Noted educator Marva Collins visited Prince William on Thursday to give a seminar at Pennington School, which has adopted many of her successful teaching techniques.
Calling the teachers in attendance "my bright ones," just as she does with her students, Collins explained why she scorns workbooks, preferring to teach directly from the classics and engage in back-and-forth exchanges with students.
"You can give a cat a pencil and they'll get some of the answers right. It's really guessing. It's not analytical thinking," she said.
Collins took teachers through a phonics lesson in which she incorporated lofty vocabulary words, and said she never punishes her students by yelling.
"As teachers, are you going to allow your students to bring you to their level, or are you going to take them to a higher level?" she asked. Many of her pronouncements were met with laughter, applause and heads nodding in agreement.
In addition to Pennington teachers, educators from Vaughn Elementary, Rippon Middle and the county's new "traditional" school, Porter, attended the day-long seminar. Representatives from schools in Lynchburg also were there; the 9,000-student district is considering opening a school similar to Pennington.
Collins came to prominence in 1975 when she founded Westside Preparatory, a Chicago school that produced high achievers from its student body of primarily poor, black and at-risk children. Her success led to widespread attention from educators across the country, including Prince William, which sponsored her visit last week.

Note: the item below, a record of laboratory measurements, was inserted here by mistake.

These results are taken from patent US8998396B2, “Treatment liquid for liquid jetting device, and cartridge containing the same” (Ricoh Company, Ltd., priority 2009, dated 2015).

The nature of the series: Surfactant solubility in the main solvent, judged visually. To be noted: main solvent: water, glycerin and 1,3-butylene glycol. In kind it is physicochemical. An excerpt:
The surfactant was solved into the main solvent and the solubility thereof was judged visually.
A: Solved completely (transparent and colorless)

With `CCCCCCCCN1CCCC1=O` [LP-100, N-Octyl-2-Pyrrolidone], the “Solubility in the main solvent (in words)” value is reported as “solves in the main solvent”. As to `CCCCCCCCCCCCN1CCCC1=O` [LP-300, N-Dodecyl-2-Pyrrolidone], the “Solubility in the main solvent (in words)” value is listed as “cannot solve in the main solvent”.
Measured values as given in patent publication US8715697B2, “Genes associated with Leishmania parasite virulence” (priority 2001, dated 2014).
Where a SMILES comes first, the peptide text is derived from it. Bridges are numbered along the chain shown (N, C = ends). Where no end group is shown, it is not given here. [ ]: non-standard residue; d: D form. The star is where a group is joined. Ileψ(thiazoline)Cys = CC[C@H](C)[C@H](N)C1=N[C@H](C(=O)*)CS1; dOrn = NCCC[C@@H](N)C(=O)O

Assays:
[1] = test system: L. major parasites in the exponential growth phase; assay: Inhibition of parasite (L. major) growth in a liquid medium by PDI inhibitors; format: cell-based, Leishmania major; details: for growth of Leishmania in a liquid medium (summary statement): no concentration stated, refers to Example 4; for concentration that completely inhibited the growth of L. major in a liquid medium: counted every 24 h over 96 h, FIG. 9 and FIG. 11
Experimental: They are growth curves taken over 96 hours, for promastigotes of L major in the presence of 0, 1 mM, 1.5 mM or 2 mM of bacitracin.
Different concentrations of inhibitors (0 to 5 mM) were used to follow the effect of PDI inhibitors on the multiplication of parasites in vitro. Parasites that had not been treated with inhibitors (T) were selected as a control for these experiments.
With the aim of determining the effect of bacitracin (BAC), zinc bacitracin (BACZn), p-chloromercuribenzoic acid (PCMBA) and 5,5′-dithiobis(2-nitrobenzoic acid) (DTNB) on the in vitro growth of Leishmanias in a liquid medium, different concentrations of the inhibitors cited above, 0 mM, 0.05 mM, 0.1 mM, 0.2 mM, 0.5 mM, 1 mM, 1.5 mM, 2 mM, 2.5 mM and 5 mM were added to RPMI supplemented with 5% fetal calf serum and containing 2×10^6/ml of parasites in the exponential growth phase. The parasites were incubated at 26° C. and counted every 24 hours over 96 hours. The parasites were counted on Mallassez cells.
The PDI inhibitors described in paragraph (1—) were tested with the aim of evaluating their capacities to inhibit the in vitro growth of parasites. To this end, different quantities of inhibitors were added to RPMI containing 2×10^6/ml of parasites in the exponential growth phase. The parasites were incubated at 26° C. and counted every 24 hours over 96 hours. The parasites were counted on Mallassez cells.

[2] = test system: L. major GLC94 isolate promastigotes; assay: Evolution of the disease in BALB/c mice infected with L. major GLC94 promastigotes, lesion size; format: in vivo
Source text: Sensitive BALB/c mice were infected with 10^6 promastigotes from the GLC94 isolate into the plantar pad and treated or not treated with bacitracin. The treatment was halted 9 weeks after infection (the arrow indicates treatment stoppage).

County school officials visited her academy about five years ago, then brought some of the ideas back to create Pennington four years ago. Students there wear uniforms, adhere to behavioral contracts and follow a rigorous course of study. Both students and parents are expected to perform community service. Pennington students have earned among the highest scores on standardized tests in the county, and there was so much interest in Porter, its eastern counterpart, that a lottery had to be held to pick students in most grades.
Such success is not a surprise to the confident Collins, who said she believes schools all over the country could be improved by adopting her techniques. "I can take any school, the most troubled school, and be there for a month and give you back a different school," she said during a lunch break Thursday.
For the teachers in attendance, the seminar served as a learning tool, as well as validation.
"What I really like is the very positive approach that she takes," said Frances Michaels, librarian at Porter School. "And being a librarian, I like what she has to say about reading and literature."
Ryane Whitehead, a third-grade teacher at Pennington, appreciated seeing a demonstration of Collins's phonics lessons. In the school system where she used to teach, phonics was not stressed as strongly. "It'll be interesting to try some of those things in the classroom."
Joyce Boyd, principal of Pennington, said Collins's visit served as motivation. "Plus, we have a lot of new staff, so this helps them get on board with the vision," she said.